After the death of rebel leader Jonas Savimbi in 2002, Angola’s fortunes have begun to improve. First and foremost, Angola has recorded a decade of peace. Economic growth has been impressive, even if concentrated in the export-oriented energy sector. Transportation has improved within the country, helping the country’s many small-scale farmers get their goods to markets. Many refugees have returned from neighboring countries.

Now, back to Africa’s first female billionaire. Here I provide an excerpt from the Forbes story, which includes a pertinent quote from the political scientist Peter Lewis:

How did a 40-year-old woman who started out with just one restaurant come into such a vast fortune? . . . “It’s clear through documented work that the ruling party and the President’s inner circle have a lot of business interests. The source of funds and corporate governance are very murky,” Lewis explained. “The central problem in Angola is the complete lack of transparency. We can’t trace the provenance of these funds.”

Lewis is careful to state that he cannot authoritatively comment on the particulars of Isabel Dos Santos’ wealth. The people who can comment on her wealth, likely do not intend to do so.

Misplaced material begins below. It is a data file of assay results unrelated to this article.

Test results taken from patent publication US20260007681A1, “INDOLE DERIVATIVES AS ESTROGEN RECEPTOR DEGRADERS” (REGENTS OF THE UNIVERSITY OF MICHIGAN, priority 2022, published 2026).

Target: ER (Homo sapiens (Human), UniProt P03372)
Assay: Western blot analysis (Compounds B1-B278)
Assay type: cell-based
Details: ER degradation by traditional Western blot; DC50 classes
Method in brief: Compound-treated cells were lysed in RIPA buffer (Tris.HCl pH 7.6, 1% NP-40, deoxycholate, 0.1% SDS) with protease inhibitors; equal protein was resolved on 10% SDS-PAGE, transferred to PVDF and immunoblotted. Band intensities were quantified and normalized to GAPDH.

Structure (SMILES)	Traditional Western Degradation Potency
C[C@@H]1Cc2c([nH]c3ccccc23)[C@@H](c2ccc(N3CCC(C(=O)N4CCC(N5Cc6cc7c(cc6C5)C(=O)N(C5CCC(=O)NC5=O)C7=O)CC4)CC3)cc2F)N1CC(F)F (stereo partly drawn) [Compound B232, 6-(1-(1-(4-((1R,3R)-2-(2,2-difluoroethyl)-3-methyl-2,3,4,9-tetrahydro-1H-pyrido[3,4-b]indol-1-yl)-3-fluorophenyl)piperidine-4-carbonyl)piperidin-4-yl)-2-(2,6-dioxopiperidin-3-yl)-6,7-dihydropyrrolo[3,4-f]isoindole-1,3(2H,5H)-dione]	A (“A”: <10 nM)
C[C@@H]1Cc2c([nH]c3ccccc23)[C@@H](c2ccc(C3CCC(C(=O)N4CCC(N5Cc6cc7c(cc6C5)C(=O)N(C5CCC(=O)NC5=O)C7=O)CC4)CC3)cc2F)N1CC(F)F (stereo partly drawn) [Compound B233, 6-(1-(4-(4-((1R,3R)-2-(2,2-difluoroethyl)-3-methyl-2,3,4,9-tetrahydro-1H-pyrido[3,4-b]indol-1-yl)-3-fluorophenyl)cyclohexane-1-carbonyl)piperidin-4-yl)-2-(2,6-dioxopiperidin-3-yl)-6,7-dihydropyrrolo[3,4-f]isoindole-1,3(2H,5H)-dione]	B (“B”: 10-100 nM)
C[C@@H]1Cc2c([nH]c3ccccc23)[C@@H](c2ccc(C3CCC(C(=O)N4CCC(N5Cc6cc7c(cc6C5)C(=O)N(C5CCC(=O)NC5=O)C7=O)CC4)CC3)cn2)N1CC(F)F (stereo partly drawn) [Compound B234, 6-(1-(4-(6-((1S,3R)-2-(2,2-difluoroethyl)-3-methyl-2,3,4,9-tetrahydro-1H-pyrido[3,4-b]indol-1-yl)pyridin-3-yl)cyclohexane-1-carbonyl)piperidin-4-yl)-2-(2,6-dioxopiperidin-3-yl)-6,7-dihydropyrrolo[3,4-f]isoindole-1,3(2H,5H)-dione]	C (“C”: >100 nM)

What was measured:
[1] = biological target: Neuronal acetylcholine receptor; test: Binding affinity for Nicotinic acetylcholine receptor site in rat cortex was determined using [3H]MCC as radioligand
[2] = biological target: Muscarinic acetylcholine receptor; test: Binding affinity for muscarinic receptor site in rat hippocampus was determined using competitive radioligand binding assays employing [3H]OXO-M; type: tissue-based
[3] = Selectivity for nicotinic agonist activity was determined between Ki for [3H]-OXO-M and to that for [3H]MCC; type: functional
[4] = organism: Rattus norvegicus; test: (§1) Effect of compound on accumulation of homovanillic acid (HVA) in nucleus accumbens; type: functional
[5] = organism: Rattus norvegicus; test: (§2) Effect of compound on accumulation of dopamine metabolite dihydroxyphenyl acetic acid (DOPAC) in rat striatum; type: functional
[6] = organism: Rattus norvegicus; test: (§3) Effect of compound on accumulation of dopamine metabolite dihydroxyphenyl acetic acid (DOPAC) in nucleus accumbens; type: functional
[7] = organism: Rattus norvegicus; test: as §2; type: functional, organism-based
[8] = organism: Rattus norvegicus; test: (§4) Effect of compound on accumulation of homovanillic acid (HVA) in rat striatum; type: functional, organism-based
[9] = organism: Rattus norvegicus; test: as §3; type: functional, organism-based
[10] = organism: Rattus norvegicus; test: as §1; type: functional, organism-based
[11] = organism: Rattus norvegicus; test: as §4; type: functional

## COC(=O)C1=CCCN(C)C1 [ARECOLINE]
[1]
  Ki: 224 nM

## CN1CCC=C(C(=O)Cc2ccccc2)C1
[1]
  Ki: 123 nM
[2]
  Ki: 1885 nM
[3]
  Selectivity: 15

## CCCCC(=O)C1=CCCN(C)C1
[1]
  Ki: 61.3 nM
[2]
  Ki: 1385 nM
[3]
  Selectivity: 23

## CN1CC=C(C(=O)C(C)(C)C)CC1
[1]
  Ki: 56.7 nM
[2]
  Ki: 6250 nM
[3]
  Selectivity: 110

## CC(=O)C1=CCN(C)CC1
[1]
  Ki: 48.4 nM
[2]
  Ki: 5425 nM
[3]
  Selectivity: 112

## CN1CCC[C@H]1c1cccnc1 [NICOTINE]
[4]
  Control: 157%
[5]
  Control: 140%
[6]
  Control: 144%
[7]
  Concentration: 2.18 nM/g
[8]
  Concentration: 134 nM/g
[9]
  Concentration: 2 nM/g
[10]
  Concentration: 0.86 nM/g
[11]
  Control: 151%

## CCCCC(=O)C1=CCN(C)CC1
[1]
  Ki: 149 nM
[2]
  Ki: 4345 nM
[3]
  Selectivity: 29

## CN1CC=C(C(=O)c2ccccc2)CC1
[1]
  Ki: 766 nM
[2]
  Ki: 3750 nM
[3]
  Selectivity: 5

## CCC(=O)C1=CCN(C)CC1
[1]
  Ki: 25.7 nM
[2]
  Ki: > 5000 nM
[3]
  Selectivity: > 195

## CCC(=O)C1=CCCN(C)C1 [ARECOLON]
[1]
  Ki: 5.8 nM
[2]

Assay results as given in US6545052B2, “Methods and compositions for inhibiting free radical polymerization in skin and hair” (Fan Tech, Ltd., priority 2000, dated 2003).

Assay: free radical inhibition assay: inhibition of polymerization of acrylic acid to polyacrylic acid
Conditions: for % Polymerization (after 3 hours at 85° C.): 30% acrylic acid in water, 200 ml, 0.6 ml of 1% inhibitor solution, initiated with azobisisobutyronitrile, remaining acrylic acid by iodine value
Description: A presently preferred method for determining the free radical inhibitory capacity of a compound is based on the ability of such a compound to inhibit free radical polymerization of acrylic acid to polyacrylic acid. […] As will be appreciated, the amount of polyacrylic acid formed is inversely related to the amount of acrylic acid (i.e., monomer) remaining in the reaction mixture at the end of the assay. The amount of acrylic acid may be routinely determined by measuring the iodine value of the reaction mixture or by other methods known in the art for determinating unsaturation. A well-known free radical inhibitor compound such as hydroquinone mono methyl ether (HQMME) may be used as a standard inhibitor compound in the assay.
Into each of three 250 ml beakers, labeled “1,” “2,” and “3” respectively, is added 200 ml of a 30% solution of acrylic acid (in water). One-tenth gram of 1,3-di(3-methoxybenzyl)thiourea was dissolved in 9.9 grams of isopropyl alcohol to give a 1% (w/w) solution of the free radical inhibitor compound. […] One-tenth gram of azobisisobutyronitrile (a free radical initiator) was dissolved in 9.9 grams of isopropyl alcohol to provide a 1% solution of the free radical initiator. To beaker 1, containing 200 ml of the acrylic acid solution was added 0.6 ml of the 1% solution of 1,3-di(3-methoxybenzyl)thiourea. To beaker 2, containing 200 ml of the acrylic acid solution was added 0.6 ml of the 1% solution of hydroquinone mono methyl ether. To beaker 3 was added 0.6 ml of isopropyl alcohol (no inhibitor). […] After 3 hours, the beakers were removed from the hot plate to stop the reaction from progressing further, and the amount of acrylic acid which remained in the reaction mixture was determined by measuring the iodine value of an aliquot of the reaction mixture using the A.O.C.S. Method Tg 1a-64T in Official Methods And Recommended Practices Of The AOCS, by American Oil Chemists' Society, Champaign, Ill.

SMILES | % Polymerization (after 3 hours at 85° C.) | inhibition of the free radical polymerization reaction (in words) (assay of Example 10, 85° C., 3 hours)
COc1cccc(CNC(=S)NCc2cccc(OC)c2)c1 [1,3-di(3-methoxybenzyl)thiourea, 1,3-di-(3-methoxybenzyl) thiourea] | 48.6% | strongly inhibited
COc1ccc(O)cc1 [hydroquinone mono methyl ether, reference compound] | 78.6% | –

Even so, there are indicators that Angola’s ruling party has been somewhat less corrupt in recent years. New investments have flowed into the country. And, Angola has even remade itself as an immigration destination for financial crisis-weary Portuguese.

Yet, there are limits to the gains in governance. According to Freedom House, Angola remains an authoritarian state, despite holding elections. President Dos Santos has led the country since 1979, and looks set to do so for many more. The political opposition remains weak. And given the country’s continued reliance on oil exports (with the heavy involvement of the Chinese state), this is not a good mix for broad-based development. Angola is no longer a failed state, but its foundation for the future is uncertain at best.

South Africa’s Slide

This week’s Economist magazine highlights mounting troubles in Africa’s largest economy. Though South Africa is far from state failure, the heady optimism of early post-apartheid days is long gone. Even as many African countries are surging ahead, politically and economically, the “rainbow nation” is stalling out.